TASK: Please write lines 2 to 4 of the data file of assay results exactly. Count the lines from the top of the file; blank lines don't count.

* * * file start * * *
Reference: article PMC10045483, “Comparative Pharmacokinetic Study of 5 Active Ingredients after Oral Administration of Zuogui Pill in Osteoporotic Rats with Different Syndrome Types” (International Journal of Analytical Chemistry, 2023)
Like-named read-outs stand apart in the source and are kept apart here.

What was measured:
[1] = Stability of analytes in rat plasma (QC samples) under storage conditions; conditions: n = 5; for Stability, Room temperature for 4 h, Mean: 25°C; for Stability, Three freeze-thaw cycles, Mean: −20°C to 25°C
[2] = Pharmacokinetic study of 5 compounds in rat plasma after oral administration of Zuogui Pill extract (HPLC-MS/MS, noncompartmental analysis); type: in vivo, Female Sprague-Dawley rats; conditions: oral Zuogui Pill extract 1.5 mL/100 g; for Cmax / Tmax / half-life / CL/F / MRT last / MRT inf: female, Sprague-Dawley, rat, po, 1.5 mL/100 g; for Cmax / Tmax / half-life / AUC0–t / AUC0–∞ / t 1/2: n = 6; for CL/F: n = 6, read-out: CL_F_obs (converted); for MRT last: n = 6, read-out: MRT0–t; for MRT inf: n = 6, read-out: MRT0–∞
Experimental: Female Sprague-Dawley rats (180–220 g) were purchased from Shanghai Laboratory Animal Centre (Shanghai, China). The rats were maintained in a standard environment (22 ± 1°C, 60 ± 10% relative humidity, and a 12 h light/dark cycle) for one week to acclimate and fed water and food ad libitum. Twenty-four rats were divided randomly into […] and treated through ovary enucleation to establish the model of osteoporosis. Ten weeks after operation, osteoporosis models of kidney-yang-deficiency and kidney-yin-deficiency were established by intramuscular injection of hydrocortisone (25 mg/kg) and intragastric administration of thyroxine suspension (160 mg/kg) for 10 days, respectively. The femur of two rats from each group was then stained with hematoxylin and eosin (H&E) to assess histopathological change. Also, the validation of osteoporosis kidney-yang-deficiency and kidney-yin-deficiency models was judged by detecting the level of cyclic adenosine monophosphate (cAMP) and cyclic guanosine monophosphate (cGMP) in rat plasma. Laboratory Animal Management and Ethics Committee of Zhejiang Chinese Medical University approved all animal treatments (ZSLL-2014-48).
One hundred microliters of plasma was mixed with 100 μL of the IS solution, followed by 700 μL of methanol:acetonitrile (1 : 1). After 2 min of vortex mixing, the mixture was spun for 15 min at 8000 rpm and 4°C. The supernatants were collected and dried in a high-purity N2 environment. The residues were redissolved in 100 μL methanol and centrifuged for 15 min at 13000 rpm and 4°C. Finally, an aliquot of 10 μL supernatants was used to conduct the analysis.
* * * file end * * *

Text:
Like-named read-outs stand apart in the source and are kept apart here.

What was measured:
[1] = Stability of analytes in rat plasma (QC samples) under storage conditions; conditions: n = 5; for Stability, Room temperature for 4 h, Mean: 25°C; for Stability, Three freeze-thaw cycles, Mean: −20°C to 25°C